Tony | 26 May 2016  

Agreed Tony that it's important to argue for or against the case on its merits. Please see several previous articles with strong arguments against the case. Mainstream media and the Royal Commission itself presents constant arguments for the case- the Royal Commission refusing to admit key environmental antinuclear experts and Traditional Owners as witnesses. This next stage, announced just last week by the Premier, is of the process of consultation Hence the current article.

Michele Madigan | 26 May 2016  

I understand the skepticism about Govt and business appearing to consult with the community. However, from what I know of the New Democracy Foundation, their methodology for a) selecting a representative sample and b) facilitating the Citizens Jury to produce a well-informed recommendation by the jury, appears to be sound, and nothing like the whitewash that large corporates engage in during their so-called community consultations. The piece does however highlight the importance of ensuring access to a spectrum of experts during the Citizens Jury meetings. That would have been worth investigating with the nDF before writing a piece that insinuated that the experts would be one-sided. Opinion pieces, though not strict journalism, should still still adhere to some standards of investigation and fact-checking, and not rely on innuendo. Opinion pieces, especially those written by respected individuals for a respected publication, can have enormous power to shape the opinion of those who are new to the topic. Though I agree with the position taken on nuclear waste, I was disappointed with the absence of objectivity in this piece.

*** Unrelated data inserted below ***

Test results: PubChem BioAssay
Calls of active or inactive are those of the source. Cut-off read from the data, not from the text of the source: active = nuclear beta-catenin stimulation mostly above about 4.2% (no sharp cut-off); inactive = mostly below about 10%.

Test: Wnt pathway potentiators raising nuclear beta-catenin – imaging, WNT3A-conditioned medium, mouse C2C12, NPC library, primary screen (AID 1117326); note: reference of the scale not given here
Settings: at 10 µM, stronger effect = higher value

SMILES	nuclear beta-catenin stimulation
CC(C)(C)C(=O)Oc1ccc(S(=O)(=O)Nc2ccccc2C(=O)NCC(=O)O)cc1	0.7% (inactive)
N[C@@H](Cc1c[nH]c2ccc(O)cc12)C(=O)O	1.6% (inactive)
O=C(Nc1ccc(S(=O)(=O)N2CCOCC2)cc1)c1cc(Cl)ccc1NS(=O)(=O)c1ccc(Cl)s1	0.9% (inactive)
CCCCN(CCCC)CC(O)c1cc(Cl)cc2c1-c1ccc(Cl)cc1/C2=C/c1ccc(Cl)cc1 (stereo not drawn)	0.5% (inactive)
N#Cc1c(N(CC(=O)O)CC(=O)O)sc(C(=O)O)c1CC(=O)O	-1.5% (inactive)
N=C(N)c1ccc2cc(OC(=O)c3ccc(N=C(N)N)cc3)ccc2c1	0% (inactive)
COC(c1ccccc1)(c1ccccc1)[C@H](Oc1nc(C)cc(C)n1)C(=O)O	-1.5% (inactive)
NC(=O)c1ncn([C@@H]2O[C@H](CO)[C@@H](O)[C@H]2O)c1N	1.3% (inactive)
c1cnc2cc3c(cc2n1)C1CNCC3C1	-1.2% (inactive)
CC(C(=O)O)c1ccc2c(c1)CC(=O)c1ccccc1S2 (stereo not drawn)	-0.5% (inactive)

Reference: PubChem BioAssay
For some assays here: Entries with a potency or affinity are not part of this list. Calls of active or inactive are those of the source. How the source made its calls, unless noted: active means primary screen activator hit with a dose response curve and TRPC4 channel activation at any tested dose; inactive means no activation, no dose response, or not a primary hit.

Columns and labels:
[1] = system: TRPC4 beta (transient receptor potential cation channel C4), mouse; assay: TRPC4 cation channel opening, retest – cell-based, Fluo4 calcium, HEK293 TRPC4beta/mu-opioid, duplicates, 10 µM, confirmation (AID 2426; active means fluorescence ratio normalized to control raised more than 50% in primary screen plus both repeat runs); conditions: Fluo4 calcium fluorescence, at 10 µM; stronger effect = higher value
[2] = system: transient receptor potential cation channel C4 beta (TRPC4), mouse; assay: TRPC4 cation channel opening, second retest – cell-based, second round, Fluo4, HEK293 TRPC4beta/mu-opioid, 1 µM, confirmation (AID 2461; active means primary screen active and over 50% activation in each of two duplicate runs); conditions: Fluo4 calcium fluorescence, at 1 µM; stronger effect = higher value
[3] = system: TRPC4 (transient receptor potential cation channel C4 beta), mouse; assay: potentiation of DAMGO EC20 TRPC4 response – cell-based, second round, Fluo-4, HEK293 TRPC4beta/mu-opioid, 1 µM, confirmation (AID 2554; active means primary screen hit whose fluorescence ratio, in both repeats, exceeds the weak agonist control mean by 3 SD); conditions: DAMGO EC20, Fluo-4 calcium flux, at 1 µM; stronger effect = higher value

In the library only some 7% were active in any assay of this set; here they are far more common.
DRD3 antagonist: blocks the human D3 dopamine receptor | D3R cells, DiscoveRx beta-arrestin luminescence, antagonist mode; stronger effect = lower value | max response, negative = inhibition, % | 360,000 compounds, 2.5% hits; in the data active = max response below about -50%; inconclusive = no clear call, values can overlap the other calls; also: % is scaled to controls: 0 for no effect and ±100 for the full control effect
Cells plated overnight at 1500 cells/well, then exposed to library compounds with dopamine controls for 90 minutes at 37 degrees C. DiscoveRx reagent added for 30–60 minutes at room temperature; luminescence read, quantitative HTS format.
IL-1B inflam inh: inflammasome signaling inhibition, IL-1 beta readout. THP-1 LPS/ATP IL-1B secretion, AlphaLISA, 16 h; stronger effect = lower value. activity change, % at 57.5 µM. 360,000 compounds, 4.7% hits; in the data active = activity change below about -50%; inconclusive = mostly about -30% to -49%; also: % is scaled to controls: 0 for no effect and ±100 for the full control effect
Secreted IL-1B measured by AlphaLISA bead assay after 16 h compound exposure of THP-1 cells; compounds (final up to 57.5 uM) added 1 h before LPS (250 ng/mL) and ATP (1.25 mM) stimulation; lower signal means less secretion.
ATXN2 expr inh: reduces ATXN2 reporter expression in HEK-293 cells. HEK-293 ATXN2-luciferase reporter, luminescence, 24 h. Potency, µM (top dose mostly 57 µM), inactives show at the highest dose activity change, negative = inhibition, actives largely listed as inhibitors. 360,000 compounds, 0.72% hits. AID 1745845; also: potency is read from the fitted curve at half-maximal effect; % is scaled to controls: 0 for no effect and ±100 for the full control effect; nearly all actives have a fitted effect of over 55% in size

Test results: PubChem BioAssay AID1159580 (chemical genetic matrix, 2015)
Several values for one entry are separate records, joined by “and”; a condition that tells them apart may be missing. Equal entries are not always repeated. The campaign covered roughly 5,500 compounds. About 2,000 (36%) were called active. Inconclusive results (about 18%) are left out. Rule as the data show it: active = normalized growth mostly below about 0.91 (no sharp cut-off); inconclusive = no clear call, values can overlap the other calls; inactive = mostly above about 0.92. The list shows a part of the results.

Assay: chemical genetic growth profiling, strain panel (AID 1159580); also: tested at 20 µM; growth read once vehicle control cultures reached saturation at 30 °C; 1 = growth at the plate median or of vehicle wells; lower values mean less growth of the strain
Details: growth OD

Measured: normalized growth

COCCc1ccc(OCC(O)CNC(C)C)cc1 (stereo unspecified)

Anne Marie | 26 May 2016  

I don’t understand why anyone would be willing to take nuclear waste from another country. If this waste is accepted for storage in Australia, then the makers of the waste need take no responsibility for producing it or increasing the waste levels. This too is a matter of living within our means.

Jane | 26 May 2016  

The whole process smells rancid. Every social evil has its vested interests. This particular South Australian Claytons consultation is simply push polling. To pretend it is genuine is laughable. These companies which advise business and governments on how to pretend to genuinely engage in deliberative democratic processes with the community are the new enemies of democracy. If you know someone who works in one of these parasitic companies or owns one please ask them to explain their ethical framework and keep them off your Christmas card list.